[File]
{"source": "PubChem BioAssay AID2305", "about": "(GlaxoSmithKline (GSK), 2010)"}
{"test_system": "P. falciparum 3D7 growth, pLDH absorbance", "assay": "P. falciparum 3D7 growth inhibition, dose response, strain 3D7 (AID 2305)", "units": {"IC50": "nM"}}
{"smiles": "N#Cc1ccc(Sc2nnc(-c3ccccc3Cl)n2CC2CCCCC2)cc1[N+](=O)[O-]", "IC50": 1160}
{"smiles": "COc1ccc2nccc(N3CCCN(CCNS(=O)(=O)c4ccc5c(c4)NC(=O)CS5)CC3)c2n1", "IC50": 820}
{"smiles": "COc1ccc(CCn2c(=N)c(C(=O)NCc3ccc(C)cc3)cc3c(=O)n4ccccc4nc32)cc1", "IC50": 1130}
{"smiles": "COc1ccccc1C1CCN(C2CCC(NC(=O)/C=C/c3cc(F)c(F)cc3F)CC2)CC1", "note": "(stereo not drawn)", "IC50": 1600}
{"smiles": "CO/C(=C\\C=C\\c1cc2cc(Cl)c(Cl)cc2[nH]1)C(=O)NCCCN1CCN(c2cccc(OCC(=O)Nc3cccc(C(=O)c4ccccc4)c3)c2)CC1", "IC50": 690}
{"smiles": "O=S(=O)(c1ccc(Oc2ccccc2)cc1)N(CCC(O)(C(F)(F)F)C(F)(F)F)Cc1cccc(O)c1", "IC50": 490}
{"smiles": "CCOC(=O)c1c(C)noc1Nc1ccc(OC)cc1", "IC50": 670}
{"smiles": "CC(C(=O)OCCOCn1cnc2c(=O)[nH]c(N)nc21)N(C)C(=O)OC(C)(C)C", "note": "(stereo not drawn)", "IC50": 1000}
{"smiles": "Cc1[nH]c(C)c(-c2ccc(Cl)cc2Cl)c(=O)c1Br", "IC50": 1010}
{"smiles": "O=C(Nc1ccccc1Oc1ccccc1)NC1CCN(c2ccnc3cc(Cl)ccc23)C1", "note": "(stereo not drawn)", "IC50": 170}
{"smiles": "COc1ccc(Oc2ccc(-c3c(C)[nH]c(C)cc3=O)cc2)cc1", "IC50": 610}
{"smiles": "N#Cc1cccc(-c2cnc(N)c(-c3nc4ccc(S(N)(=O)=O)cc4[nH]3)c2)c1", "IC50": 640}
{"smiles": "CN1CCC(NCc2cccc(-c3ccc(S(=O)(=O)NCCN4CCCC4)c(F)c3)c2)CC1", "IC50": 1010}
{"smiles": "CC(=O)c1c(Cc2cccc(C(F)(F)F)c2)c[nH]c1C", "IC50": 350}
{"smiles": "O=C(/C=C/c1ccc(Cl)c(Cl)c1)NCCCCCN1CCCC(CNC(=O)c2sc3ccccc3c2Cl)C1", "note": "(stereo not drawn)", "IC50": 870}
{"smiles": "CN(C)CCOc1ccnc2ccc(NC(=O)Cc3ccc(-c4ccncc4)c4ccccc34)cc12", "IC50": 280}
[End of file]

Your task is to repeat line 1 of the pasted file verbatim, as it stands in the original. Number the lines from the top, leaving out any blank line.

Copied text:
{"source": "PubChem BioAssay AID2305", "about": "(GlaxoSmithKline (GSK), 2010)"}